This question was posed during our testimony meeting today, catching firm hold of my attention. The brother in question was talking about the building of the Salt Lake Temple of the Church of Jesus Christ of Latter-day Saints.
To those who may not know much - if anything - about it, ten years to the day after arriving in the Salt Lake valley, the members of our church heard disheartening news: Johnson's army had been sent to settle matters regarding the "Mormon's". Word had gotten out this Church was getting together an army, so government decided to send troops out to see precisely what was going on.
Seven years strenuous work on the Salt Lake Temple suddenly needed to be undone, in fear this precious building would come to the same destructive end as had happened to the two previous temples built (Nauvoo and Kirtland). Giant granite stones were hidden, the building taken down to the ground. To anyone who had just come upon the area, it would look as though a field was ready to plant.
After peace between the Church and government had been established, and the army removed, the members began to dig up the dirt covering the sandstone foundations of the temple. To their utter dismay, over time there had appeared two very large cracks running through the base. Can you imagine, after such hard work and so many years lost, what it must have been like to see this?
Yet they did not long pause in their disheartened state. Brigham Young, then president of the Church, ordered the stones be taken up and replaced - not with more sandstone, but with the same granite as made up the temple walls.
“When the Temple is built I want it to stand through the millennium, in connection with many others that will yet be built.”
That it has. The temple was at last finished. A year later, in 1893, the temple was dedicated to the Lord. It still stands today, as solid now as it first stood over 100 years ago.
This may not have been the case. Had they been allowed to continue with the building of the temple without interruption, what might have happened as the great weight of the granite building pressed on the sandstone? Would there have been people inside, working on the walls or setting up the lighting? Could someone have been seriously hurt?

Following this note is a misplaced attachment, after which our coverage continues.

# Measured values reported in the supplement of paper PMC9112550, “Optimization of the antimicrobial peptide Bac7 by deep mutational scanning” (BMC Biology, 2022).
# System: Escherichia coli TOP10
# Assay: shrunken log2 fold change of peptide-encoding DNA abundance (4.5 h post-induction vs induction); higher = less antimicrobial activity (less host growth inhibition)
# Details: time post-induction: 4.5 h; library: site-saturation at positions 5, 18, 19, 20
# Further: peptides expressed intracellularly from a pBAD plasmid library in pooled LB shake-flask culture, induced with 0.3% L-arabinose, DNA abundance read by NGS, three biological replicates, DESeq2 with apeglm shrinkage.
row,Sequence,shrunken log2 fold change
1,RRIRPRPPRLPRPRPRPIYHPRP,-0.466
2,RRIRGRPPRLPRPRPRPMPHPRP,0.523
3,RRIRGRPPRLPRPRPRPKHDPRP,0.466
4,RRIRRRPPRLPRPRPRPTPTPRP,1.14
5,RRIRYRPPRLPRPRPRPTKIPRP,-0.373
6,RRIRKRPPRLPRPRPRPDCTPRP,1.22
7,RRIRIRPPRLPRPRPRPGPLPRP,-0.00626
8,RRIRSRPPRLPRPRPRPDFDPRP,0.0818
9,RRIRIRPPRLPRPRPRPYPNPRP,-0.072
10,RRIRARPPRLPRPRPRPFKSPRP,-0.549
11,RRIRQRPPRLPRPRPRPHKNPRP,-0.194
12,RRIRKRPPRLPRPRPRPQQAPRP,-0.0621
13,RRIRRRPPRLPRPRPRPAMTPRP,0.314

What if President Young had instead chosen to replace the cracked blocks with more sandstone? Is this something they'd find themselves doing every few years? What damage would have occured to the temple as a result?
After reading and thinking about all of this, let's turn our thoughts to our own lives. What sort of "foundations" do we build our own lives upon? What do we turn to in times of need? As the brother who started my whole train of thinking stated: "When I get home from work one of the first things I do is go to my computer. I want to chill out for a moment and see who's on Facebook, what everyone's been up to that day, see if I have any e-mails. My wife asked me, 'Why do you always go to the computer room? Why don't you come see me?' Valid question. I began to realize I was building my family foundation on the wrong thing."
As have I. It's not an easy thing to admit, the possibility we just might, kinda, sorta, maybe be doing something slightly wrong. Yet even I - perfect Laurie - have been known to choose computer time over kids time. Even I have been known to want to watch some television rather than read to my kids. Or hold family prayer. Or scripture study. Not so perfect, am I.
And this creates a shaky foundation for our family life. When I choose things that encourage my attentions to be focused on less important matters, cracks appear - especially under pressure. If my children don't feel as though they can come to me in times of peace with simple matters, why would they come to me when things get really bad?
Take some time today to think about other ways you might crack under the pressures of the world. Ask yourself, upon what have I built my foundations? Are they upon the rock of the Lord? If not, it's time to start making a few changes. If yes, then trust those foundations will not crack, no matter what pressures may be placed upon them.